CRITERIA FOR DESIGNING PARTNERSHIPS FOR MUSIC TEACHER EDUCATION BETWEEN HIGHER EDUCATION INSTITUTIONS AND K-12 SCHOOLS FOR FIELD EXPERIENCE AND STUDENT TEACHING

 

Mary A. Mundy

West Chester University of Pennsylvania

maryamundy@comcast.net

mmund@spring-ford.net

 

 

            This study seeks to define criteria for implementing partnerships between higher education institutions offering four-year degrees in music education and K-12 schools, for the purpose of providing directed authentic-context field experiences and student teaching. Elements of shared decision-making responsibilities and curricular design will be included.

            In southeastern Pennsylvania there are higher education institutions of varying size that offer four-year degree programs in music teacher education. The balance of methods classes, field experiences, and student teaching is critical to producing comprehensively prepared music educators. The transfer of learning from the methods class to the teaching environment is the core of the degree program, with as its key component, the development of a collaborative relationship between higher education institutions and K-12 schools, one that benefits all parties involved – the student teacher, the K-12 school, and the higher education institution.

            Two surveys were created for this study to determine the degree to which student teachers and cooperating teachers in southeastern Pennsylvania feel the balance of methods classes, field experiences and student teaching impacts the preparation and readiness of the music teacher education students. Questions addressing the quality of the collaborative process between the higher education institutions and the K-12 schools were also a significant function of the surveys.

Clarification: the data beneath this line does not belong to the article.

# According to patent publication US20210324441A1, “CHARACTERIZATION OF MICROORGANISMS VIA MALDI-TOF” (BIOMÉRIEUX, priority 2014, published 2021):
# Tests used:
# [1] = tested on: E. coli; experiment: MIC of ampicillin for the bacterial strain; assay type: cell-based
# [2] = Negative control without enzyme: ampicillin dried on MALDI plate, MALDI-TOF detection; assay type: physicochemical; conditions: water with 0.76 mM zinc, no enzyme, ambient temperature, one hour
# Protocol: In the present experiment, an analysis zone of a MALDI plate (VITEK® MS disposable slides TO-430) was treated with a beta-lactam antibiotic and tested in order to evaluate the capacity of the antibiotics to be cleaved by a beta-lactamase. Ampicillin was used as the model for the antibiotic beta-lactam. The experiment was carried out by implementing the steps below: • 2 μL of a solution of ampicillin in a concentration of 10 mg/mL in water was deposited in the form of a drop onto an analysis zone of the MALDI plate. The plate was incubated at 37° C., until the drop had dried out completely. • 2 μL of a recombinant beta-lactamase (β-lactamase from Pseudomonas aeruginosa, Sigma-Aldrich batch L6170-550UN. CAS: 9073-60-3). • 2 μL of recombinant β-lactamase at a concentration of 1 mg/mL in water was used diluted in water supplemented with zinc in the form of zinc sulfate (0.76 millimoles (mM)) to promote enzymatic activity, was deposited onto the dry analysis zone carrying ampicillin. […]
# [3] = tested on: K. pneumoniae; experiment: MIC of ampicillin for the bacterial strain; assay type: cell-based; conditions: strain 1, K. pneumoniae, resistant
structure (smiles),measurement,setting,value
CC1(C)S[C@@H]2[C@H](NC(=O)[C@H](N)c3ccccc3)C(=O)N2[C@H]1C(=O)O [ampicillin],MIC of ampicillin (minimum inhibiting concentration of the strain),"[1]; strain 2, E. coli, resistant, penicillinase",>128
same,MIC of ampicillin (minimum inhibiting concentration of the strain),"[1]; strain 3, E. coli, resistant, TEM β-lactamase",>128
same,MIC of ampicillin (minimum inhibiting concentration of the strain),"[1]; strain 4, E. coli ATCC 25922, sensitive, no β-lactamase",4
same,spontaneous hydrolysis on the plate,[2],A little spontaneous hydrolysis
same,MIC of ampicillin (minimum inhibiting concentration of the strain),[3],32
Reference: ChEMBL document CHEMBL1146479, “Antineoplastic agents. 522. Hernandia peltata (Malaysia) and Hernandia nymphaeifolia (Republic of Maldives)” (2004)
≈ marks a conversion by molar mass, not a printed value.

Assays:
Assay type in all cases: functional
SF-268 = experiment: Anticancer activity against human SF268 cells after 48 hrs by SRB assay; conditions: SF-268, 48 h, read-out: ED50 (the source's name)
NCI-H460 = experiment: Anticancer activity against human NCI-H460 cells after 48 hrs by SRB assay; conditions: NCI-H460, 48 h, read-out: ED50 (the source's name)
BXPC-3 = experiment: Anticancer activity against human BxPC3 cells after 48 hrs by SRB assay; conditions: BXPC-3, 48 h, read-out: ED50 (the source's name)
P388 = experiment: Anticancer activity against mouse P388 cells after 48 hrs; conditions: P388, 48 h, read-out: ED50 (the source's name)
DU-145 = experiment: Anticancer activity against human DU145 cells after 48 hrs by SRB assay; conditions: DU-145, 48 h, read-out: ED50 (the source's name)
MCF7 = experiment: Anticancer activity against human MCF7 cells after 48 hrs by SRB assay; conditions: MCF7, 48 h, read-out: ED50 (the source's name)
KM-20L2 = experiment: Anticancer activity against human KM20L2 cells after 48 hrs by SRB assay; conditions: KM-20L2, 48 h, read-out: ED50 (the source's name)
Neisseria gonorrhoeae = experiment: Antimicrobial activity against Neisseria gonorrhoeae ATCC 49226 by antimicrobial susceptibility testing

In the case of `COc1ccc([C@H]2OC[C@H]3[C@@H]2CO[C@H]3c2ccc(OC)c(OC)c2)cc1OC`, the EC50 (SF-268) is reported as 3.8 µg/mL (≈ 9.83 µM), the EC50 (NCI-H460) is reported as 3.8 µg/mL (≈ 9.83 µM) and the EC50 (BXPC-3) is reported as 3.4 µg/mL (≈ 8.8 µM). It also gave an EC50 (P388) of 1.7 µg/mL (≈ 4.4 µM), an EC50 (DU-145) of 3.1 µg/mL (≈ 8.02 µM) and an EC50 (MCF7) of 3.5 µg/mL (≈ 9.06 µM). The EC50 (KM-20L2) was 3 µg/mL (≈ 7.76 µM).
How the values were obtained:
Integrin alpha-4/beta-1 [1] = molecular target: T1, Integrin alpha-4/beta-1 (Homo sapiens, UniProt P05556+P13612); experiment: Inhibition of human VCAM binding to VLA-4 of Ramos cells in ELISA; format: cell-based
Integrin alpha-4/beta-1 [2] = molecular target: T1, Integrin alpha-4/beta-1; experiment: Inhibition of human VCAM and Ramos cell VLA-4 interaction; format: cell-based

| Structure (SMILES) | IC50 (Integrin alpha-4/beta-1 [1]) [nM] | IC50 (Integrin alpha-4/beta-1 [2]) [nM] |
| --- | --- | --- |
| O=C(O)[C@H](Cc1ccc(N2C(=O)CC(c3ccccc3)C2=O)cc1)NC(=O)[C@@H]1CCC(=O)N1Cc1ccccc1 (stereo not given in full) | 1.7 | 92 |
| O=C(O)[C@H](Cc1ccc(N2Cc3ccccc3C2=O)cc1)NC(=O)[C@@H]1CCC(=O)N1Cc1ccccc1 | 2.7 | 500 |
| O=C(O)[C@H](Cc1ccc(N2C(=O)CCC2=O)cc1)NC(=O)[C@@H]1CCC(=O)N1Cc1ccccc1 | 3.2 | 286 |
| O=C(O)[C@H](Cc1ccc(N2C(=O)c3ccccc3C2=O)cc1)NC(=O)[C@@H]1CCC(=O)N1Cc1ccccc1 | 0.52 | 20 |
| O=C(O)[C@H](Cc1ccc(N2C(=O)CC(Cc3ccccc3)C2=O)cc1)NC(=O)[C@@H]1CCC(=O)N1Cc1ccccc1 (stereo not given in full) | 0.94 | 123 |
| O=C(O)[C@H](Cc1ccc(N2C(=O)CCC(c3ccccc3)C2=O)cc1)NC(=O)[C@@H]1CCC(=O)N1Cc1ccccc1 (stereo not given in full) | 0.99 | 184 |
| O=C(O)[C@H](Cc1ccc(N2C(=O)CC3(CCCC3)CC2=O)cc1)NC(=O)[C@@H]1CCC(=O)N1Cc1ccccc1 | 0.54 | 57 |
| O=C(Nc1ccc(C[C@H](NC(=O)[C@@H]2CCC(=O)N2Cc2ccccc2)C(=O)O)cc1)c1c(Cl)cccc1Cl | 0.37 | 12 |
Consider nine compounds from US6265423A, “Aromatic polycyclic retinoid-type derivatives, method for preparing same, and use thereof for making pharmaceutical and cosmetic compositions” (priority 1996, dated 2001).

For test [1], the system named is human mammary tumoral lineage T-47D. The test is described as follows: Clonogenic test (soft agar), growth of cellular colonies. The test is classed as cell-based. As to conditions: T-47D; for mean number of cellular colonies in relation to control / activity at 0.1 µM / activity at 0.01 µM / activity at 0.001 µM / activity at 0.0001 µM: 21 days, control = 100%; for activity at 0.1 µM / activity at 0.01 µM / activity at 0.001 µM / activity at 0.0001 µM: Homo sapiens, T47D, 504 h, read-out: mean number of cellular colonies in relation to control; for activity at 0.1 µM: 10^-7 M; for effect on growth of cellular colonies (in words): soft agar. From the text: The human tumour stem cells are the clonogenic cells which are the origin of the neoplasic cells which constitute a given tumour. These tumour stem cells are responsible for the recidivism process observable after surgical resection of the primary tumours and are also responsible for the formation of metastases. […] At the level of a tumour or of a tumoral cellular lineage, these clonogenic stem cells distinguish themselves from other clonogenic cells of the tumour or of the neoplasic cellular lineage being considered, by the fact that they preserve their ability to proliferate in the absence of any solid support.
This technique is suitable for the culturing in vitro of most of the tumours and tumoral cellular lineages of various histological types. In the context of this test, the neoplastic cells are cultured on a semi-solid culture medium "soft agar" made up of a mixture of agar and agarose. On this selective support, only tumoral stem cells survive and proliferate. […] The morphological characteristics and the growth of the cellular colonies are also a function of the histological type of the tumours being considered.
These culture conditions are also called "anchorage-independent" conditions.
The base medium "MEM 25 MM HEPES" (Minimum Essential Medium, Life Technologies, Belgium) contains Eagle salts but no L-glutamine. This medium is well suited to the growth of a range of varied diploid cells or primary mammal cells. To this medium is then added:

Almost all the cooperating teachers and the student teachers agreed that the music teacher education students benefit greatly from directed early and often field experiences, citing the experiences as a significant link in the process of making the connection between methods classes and authentic student teaching.

Input from K-12 school administrators and higher education faculty is included when discussing the needs of all parties in determining curriculum at each level. Seventy-five percent of the cooperating teacher respondents did not feel part of a collaborative partnership with the higher education institutions in facilitating the student teacher process. Analysis of the responses from the cooperating teachers and the student teachers reveals a significant need for improvement in the quality of the collaborative process at each level of participation based on the conclusion that a true collaboration only exists when all parties involved have equal opportunity to provide input in determining the nature of the collaboration and its parameters.